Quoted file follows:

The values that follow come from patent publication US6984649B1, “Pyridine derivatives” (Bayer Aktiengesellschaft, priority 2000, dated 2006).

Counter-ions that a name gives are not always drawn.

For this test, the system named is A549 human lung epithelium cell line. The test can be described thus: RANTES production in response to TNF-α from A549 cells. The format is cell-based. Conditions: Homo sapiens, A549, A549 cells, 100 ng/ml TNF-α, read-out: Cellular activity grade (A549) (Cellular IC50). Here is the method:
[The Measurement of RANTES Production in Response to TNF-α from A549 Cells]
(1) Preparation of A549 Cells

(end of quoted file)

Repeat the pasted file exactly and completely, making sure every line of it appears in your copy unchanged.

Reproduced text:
The values that follow come from patent publication US6984649B1, “Pyridine derivatives” (Bayer Aktiengesellschaft, priority 2000, dated 2006).

Counter-ions that a name gives are not always drawn.

For this test, the system named is A549 human lung epithelium cell line. The test can be described thus: RANTES production in response to TNF-α from A549 cells. The format is cell-based. Conditions: Homo sapiens, A549, A549 cells, 100 ng/ml TNF-α, read-out: Cellular activity grade (A549) (Cellular IC50). Here is the method:
[The Measurement of RANTES Production in Response to TNF-α from A549 Cells]
(1) Preparation of A549 Cells